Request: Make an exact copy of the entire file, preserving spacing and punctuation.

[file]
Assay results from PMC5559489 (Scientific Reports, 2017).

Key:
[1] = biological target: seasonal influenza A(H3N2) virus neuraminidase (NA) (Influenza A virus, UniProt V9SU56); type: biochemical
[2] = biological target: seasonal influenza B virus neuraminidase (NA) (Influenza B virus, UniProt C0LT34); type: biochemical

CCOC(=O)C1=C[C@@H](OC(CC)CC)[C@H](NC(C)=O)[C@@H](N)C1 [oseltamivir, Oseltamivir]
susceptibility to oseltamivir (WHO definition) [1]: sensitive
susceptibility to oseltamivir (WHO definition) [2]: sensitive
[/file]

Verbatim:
Assay results from PMC5559489 (Scientific Reports, 2017).

Key:
[1] = biological target: seasonal influenza A(H3N2) virus neuraminidase (NA) (Influenza A virus, UniProt V9SU56); type: biochemical
[2] = biological target: seasonal influenza B virus neuraminidase (NA) (Influenza B virus, UniProt C0LT34); type: biochemical

CCOC(=O)C1=C[C@@H](OC(CC)CC)[C@H](NC(C)=O)[C@@H](N)C1 [oseltamivir, Oseltamivir]
susceptibility to oseltamivir (WHO definition) [1]: sensitive
susceptibility to oseltamivir (WHO definition) [2]: sensitive